It’s way harder. You don’t want to lay on the guy in front of you, so it’s tough racing. A lot different than what we’re used to, ‘cause you gotta go. You gotta drag the brake too ‘cause you don’t want to hit the guys and you don’t want to stay on him. It’s a lot harder mentally than what we’ve done in the past.
Car was strong all day. Pushing vs. Bumping, is that harder to do than just getting on somebody and pushing them?
Yeah, it is a little bit. When you bump ‘em, you jar ‘em, it kinda jacks ‘em a little bit. It’s a little more abrupt, obviously. I thought it was OK there at the end. It was certainly fun and hopefully entertaining. But a little bit of a struggle in the early part of the race and the midpart of the race to see a good race. And that’s unfortunate for the fans. You can’t do that the whole race, you can’t tear up your stuff, knock your grill in, overheat your motor, all that stuff so there’s no sense in doing all that until you get down to the last lap. The 7 and the 6, they did a good job. Man, the 7 really held the 22 and I tight on the bottom. I was rubbing his door and hitting the apron at the same time, no room whatsoever. So it was good; wish we were the ones who could have won but a lot better now than what we were last year.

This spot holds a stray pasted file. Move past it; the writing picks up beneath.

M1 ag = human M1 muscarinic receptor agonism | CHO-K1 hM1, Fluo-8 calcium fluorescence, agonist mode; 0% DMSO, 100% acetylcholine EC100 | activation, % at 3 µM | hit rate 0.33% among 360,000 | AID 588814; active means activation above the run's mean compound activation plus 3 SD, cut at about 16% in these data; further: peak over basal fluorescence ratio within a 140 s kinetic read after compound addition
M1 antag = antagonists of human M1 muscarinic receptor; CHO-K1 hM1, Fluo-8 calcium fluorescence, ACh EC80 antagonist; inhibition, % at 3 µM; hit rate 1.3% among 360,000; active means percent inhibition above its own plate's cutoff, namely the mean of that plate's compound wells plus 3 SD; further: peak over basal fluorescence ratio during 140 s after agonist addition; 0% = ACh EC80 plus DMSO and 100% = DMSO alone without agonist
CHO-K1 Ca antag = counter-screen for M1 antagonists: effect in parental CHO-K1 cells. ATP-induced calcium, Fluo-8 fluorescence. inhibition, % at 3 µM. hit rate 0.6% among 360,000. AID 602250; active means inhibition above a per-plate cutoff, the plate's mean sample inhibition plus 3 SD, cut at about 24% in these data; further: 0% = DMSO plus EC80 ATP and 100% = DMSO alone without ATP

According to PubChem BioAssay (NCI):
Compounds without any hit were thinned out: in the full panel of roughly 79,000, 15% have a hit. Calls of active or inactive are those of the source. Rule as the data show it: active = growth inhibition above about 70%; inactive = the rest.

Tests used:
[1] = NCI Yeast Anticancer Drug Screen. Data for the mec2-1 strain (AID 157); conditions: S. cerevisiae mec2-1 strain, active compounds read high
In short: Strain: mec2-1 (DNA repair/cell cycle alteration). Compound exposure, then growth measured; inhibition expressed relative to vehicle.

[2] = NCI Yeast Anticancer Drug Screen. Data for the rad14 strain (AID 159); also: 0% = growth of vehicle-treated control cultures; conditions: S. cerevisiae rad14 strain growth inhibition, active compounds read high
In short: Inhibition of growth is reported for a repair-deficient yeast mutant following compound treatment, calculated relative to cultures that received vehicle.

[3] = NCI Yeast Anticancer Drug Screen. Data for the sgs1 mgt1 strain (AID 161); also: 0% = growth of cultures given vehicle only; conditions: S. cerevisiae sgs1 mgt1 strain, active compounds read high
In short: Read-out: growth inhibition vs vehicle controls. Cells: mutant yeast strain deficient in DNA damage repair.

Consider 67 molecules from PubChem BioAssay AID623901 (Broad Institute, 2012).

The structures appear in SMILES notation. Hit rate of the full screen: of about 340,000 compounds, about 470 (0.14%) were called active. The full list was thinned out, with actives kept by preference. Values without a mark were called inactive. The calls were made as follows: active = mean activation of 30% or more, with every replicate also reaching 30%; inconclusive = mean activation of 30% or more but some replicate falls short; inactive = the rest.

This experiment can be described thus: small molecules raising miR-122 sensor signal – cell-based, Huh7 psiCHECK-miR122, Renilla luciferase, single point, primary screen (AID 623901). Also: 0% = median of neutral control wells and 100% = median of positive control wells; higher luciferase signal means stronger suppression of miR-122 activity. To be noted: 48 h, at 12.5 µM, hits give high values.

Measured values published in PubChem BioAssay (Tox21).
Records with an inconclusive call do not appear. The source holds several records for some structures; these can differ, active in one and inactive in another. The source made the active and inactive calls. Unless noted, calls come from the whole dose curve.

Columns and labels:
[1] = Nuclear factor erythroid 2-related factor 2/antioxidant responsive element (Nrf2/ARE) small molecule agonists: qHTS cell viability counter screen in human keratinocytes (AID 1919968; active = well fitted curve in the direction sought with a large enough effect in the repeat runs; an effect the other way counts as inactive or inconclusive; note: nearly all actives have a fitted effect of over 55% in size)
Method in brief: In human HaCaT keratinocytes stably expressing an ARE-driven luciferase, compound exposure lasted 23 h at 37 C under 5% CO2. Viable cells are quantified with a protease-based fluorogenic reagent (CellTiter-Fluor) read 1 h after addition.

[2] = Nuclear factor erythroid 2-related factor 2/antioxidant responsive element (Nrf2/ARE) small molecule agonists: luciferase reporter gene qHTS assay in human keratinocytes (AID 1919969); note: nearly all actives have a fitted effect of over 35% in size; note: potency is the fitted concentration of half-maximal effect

Going home in one piece makes it a lot better, right?
Yeah. My back feels good. My foot feels good. Past years here, I’ve been going home with pain so I’m alright.
Connect with Mike!
2014 Truck Series Post-Race Quotes: Daytona (Exclusives)
posted by Thomas Bowles
Saturday February 22, 2014
When you’re on the outside like that, how frustrating is it?